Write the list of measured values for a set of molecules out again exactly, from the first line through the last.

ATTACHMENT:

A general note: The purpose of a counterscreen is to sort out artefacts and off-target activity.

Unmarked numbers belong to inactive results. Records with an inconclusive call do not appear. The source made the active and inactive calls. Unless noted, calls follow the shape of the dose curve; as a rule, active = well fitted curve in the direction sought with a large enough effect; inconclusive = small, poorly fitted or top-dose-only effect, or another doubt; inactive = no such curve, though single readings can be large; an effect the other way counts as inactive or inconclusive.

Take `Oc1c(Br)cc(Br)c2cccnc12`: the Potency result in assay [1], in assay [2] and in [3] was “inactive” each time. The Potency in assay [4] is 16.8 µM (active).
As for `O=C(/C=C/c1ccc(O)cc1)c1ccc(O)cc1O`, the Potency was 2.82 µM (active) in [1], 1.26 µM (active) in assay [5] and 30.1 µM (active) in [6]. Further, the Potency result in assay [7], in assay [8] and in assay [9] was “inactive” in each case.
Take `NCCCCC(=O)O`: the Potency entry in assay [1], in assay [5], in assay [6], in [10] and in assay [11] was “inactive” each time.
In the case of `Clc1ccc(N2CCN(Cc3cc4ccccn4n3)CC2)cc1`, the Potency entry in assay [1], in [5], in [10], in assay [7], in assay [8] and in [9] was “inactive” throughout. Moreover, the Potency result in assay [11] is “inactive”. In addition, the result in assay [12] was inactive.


A general note: The purpose of a counterscreen is to sort out artefacts and off-target activity.

Unmarked numbers belong to inactive results. Records with an inconclusive call do not appear. The source made the active and inactive calls. Unless noted, calls follow the shape of the dose curve; as a rule, active = well fitted curve in the direction sought with a large enough effect; inconclusive = small, poorly fitted or top-dose-only effect, or another doubt; inactive = no such curve, though single readings can be large; an effect the other way counts as inactive or inconclusive.

Take `Oc1c(Br)cc(Br)c2cccnc12`: the Potency result in assay [1], in assay [2] and in [3] was “inactive” each time. The Potency in assay [4] is 16.8 µM (active).
As for `O=C(/C=C/c1ccc(O)cc1)c1ccc(O)cc1O`, the Potency was 2.82 µM (active) in [1], 1.26 µM (active) in assay [5] and 30.1 µM (active) in [6]. Further, the Potency result in assay [7], in assay [8] and in assay [9] was “inactive” in each case.
Take `NCCCCC(=O)O`: the Potency entry in assay [1], in assay [5], in assay [6], in [10] and in assay [11] was “inactive” each time.
In the case of `Clc1ccc(N2CCN(Cc3cc4ccccn4n3)CC2)cc1`, the Potency entry in assay [1], in [5], in [10], in assay [7], in assay [8] and in [9] was “inactive” throughout. Moreover, the Potency result in assay [11] is “inactive”. In addition, the result in assay [12] was inactive.